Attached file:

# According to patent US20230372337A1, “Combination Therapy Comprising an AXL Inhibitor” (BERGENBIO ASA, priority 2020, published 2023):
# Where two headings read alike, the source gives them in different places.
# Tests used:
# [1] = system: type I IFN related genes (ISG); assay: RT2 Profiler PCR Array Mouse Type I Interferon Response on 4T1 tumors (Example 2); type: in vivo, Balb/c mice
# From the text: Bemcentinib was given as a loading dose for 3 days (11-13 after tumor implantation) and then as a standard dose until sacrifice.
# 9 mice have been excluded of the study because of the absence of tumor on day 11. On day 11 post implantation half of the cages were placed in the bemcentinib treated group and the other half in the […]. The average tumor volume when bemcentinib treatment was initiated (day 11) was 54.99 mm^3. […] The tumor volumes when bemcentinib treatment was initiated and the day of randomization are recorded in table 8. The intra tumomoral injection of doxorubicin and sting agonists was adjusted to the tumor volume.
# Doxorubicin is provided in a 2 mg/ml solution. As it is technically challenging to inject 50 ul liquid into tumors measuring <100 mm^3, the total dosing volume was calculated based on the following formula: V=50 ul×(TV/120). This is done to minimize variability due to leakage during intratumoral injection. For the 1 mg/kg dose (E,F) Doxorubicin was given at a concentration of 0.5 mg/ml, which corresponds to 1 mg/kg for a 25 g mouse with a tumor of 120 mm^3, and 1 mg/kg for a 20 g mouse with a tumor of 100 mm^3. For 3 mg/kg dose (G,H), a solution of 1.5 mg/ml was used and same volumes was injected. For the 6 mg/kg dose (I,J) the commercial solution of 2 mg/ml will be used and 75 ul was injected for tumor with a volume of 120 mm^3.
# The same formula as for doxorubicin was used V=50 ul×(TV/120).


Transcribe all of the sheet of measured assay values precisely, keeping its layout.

# According to patent US20230372337A1, “Combination Therapy Comprising an AXL Inhibitor” (BERGENBIO ASA, priority 2020, published 2023):
# Where two headings read alike, the source gives them in different places.
# Tests used:
# [1] = system: type I IFN related genes (ISG); assay: RT2 Profiler PCR Array Mouse Type I Interferon Response on 4T1 tumors (Example 2); type: in vivo, Balb/c mice
# From the text: Bemcentinib was given as a loading dose for 3 days (11-13 after tumor implantation) and then as a standard dose until sacrifice.
# 9 mice have been excluded of the study because of the absence of tumor on day 11. On day 11 post implantation half of the cages were placed in the bemcentinib treated group and the other half in the […]. The average tumor volume when bemcentinib treatment was initiated (day 11) was 54.99 mm^3. […] The tumor volumes when bemcentinib treatment was initiated and the day of randomization are recorded in table 8. The intra tumomoral injection of doxorubicin and sting agonists was adjusted to the tumor volume.
# Doxorubicin is provided in a 2 mg/ml solution. As it is technically challenging to inject 50 ul liquid into tumors measuring <100 mm^3, the total dosing volume was calculated based on the following formula: V=50 ul×(TV/120). This is done to minimize variability due to leakage during intratumoral injection. For the 1 mg/kg dose (E,F) Doxorubicin was given at a concentration of 0.5 mg/ml, which corresponds to 1 mg/kg for a 25 g mouse with a tumor of 120 mm^3, and 1 mg/kg for a 20 g mouse with a tumor of 100 mm^3. For 3 mg/kg dose (G,H), a solution of 1.5 mg/ml was used and same volumes was injected. For the 6 mg/kg dose (I,J) the commercial solution of 2 mg/ml will be used and 75 ul was injected for tumor with a volume of 120 mm^3.
# The same formula as for doxorubicin was used V=50 ul×(TV/120).